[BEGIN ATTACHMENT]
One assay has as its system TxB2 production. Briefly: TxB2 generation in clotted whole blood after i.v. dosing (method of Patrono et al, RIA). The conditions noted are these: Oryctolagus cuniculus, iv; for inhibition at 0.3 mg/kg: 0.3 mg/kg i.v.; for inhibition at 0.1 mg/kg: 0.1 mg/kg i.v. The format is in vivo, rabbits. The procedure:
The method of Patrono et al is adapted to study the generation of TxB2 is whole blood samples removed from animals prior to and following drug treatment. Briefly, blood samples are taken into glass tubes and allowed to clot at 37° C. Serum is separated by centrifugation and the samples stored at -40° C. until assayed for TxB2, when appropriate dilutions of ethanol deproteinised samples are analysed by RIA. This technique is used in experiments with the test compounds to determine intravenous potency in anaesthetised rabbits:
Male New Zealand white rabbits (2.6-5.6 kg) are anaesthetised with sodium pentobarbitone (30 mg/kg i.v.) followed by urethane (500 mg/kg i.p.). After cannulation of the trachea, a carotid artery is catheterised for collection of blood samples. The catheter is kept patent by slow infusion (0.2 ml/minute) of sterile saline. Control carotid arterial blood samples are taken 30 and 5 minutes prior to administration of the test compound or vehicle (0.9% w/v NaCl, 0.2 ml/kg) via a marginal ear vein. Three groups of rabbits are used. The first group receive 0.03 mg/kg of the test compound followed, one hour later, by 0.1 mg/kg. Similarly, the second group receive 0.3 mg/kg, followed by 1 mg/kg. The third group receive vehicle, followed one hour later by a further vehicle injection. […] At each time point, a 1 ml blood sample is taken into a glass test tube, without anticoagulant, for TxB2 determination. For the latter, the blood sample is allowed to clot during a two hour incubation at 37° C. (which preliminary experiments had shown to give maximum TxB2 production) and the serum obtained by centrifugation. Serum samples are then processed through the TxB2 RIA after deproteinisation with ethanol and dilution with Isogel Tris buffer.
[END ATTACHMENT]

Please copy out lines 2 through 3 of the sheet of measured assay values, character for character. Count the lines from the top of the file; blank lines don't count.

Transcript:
The method of Patrono et al is adapted to study the generation of TxB2 is whole blood samples removed from animals prior to and following drug treatment. Briefly, blood samples are taken into glass tubes and allowed to clot at 37° C. Serum is separated by centrifugation and the samples stored at -40° C. until assayed for TxB2, when appropriate dilutions of ethanol deproteinised samples are analysed by RIA. This technique is used in experiments with the test compounds to determine intravenous potency in anaesthetised rabbits:
Male New Zealand white rabbits (2.6-5.6 kg) are anaesthetised with sodium pentobarbitone (30 mg/kg i.v.) followed by urethane (500 mg/kg i.p.). After cannulation of the trachea, a carotid artery is catheterised for collection of blood samples. The catheter is kept patent by slow infusion (0.2 ml/minute) of sterile saline. Control carotid arterial blood samples are taken 30 and 5 minutes prior to administration of the test compound or vehicle (0.9% w/v NaCl, 0.2 ml/kg) via a marginal ear vein. Three groups of rabbits are used. The first group receive 0.03 mg/kg of the test compound followed, one hour later, by 0.1 mg/kg. Similarly, the second group receive 0.3 mg/kg, followed by 1 mg/kg. The third group receive vehicle, followed one hour later by a further vehicle injection. […] At each time point, a 1 ml blood sample is taken into a glass test tube, without anticoagulant, for TxB2 determination. For the latter, the blood sample is allowed to clot during a two hour incubation at 37° C. (which preliminary experiments had shown to give maximum TxB2 production) and the serum obtained by centrifugation. Serum samples are then processed through the TxB2 RIA after deproteinisation with ethanol and dilution with Isogel Tris buffer.